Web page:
16. 16.
    The account sketched here is developed in detail in my Evidence and Inquiry: Towards Reconstruction in Epistemology, Blackwell, Oxford, 1993, chapter 4. In the interests of intelligibility and brevity I have deliberately simplified certain issues. I have written of a theory's being more or less warranted as shorthand for the relevant scientific sub-community's being, at a given time, more or less justified in accepting the theory. I have not spelled out (as I have in the book) how the degree of justification of a group of people depends on the degree to which each member is justified in his confidence in the reliability of the others. And I have written of “experiential evidence,” without here taking into account that it is, of course, individuals, not communities, that have perceptual experience.Google Scholar
  17. 17.
    It is clear that Kuhn's view is that the subject's perceptual experience changes; see, particularly, “Second Thoughts,” in Suppe, The Structure of Scientific Theories. Mine, by contrast, is that the perceptual judgment, always dependent on background beliefs as well as one's perceptual experience, changes as the background beliefs change, but the experience itself does not.Google Scholar
  18. 18.
    If the analogy strikes you as underestimating the difficulty of the problem, think of “diagramless” crosswords, where one doesn't know the number of letters an entry is to have!Google Scholar
  19. 19.
    It seems possible that Feyerabend's radical-sounding claims, that there is no scientific method, that “anything goes,” is based in part on the correct perception that there are many scientific techniques, but no exclusive method. But this correct perception is no encouragement to epistemological anarchism.Google Scholar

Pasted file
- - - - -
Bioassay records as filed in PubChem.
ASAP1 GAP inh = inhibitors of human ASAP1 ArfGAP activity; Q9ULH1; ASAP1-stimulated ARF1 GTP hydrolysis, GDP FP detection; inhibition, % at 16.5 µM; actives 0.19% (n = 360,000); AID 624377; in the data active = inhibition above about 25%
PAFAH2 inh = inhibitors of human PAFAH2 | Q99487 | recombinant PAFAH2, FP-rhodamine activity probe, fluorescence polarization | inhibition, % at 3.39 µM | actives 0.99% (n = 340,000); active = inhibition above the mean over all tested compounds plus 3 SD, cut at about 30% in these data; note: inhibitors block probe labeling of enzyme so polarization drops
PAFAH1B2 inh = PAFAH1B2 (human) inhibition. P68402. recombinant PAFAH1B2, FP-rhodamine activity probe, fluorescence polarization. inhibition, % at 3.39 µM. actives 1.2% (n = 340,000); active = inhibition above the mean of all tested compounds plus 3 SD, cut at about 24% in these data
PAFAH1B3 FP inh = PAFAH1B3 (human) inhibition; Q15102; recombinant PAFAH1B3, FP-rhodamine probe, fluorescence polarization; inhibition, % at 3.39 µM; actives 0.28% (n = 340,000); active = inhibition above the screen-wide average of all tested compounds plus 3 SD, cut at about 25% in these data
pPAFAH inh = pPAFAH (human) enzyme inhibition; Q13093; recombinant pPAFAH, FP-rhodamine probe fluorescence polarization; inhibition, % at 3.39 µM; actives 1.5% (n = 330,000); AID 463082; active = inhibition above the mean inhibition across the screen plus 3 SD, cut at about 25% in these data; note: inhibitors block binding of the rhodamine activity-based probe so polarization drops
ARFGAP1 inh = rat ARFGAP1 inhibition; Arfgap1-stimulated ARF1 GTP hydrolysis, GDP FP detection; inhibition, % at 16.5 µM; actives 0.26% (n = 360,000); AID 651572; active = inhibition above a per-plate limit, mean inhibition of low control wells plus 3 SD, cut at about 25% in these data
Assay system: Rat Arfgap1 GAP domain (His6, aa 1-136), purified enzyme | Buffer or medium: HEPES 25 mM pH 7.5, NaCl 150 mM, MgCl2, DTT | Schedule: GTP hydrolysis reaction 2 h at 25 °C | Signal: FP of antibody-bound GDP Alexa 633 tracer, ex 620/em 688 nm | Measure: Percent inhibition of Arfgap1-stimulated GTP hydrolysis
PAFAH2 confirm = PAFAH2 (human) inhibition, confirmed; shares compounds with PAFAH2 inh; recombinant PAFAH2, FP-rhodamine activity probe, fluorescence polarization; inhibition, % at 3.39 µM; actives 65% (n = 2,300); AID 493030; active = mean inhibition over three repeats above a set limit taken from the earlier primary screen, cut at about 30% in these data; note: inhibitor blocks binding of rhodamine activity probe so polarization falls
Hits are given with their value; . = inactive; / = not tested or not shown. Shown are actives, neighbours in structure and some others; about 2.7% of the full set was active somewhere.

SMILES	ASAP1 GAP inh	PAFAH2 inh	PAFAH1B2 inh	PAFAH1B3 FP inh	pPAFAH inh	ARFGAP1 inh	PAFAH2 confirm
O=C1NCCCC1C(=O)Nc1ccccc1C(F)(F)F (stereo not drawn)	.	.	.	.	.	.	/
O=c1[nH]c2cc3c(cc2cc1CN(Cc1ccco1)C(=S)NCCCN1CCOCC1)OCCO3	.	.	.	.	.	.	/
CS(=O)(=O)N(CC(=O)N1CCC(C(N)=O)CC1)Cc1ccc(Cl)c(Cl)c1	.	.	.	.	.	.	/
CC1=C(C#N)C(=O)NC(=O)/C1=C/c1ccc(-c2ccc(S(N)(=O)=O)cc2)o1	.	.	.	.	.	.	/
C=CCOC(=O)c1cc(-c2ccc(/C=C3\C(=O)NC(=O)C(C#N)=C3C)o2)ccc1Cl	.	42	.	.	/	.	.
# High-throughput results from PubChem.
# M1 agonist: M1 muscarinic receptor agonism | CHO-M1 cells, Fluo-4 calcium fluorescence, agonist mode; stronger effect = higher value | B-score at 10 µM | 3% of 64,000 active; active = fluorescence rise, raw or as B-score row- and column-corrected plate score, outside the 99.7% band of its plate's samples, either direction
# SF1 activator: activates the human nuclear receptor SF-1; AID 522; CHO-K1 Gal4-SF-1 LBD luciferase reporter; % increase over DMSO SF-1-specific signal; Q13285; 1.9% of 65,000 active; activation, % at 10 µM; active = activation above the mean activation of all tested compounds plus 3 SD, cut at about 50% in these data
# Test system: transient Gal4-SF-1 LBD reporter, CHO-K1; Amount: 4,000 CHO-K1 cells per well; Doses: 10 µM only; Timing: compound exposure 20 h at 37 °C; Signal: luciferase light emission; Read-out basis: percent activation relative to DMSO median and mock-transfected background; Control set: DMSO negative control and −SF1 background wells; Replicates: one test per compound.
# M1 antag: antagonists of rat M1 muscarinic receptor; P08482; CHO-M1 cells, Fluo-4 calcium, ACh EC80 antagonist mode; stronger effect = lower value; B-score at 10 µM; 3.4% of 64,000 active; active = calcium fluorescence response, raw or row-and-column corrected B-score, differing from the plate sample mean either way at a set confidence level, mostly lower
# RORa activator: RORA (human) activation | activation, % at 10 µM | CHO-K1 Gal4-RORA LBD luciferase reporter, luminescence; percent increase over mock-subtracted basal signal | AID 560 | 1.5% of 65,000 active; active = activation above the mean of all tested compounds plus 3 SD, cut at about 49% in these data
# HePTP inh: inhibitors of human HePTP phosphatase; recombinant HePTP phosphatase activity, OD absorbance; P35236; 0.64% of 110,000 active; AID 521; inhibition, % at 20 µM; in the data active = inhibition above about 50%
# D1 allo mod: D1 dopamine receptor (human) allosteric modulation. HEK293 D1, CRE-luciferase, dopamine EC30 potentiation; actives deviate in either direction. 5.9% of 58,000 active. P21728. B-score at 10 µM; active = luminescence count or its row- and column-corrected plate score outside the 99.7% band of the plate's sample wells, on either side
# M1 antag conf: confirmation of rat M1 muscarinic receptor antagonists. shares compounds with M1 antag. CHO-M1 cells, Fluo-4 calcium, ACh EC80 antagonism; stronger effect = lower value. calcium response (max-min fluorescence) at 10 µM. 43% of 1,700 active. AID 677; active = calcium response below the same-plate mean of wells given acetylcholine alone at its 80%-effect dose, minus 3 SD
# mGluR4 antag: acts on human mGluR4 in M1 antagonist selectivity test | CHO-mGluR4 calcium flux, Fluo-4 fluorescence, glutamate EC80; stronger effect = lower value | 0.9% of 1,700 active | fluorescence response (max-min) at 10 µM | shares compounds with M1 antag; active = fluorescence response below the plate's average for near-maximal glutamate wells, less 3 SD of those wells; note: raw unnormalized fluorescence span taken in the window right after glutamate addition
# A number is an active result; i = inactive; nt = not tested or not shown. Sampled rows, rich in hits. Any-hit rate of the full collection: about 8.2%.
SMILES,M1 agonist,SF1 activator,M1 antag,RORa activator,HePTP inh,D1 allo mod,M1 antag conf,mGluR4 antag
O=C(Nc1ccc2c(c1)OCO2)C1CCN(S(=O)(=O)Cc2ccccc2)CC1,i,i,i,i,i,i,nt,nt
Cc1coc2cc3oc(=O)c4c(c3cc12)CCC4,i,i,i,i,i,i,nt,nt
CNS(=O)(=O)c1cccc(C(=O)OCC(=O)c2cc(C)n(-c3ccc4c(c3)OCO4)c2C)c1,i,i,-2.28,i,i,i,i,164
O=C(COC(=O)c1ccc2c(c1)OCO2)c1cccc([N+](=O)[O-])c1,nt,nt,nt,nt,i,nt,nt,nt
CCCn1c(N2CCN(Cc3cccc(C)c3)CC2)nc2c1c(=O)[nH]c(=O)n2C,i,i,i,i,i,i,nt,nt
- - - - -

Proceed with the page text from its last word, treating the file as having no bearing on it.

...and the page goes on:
20. 20.
    “Co-operative and competitive” is intended as shorthand to indicate that, unlike some fuzzy feminists, I conceive of the relevant interactions, not simply as manifestations of “trust,” but as involving expertise, authority, institutionalized mutual criticism, and so on. David Hull, Science as Process, Chicago University Press, Chicago, IL, and London, 1988, is a good source on these matters.CrossRefGoogle Scholar
  21. 21.
    “ ... the ... causes of the triumph of modern science, the considerable numbers of workers and the singleness of heart with which—(we may forget that there are a few selfseekers ... they are so few)—they cast their whole being into the service of science lead, of course, to their unreserved discussion with one another, to each being fully informed about the work of his neighbor, and availing himself of that neighbor's results; and thus in storming the stronghold of truth one mounts upon the shoulders of another who has to ordinary apprehension failed, but has in truth succeeded in virtue of his failure”—C.S.Peirce, Collected Papers, 7.51.Google Scholar
  22. 22.
    Sandra Harding, Whose Science? Whose Knowledge?, Cornell University Press, Ithaca, NY, 1991, p.280.Google Scholar
  23. 23.
    Kuhn says something not dissimilar in “Postscript — 1969” to the second edition of The Structure of Scientific Revolutions, p.199.Google Scholar
  24. 24.
    Cf. Michael Polanyi, “The Republic of Science,” in Knowing and Being, ed. Marjorie Greene, University of Chicago Press, Chicago, IL, 1969, 49–62; and Susan Haack, “The First Rule of Reason,” forthcoming in The Rule of Reason, eds Brunning, J. and Forster, P., Toronto University Press.Google Scholar
  25. 25.
    Cynthia Crossen, Tainted Truth, Simon and Schuster, 1994, illustrates the kinds of danger I have in mind.Google Scholar
  26. 26.
    The phrase comes from Paul R. Gross and Norman Levitt, “The Natural Sciences: Trouble Ahead? Yes,” (Academic Questions, 7.2, 1994, p.27), where the point I have mentioned is cogently argued.Google Scholar
  27. 27.
    Collected Papers, 5.172.Google Scholar

Copyright information

© Kluwer Academic Publishers 1996

Authors and Affiliations

  • Susan Haack
    • 1
  1. 1.Department of PhilosophyUniversity of MiamiCoral GablesUSA

Personalised recommendations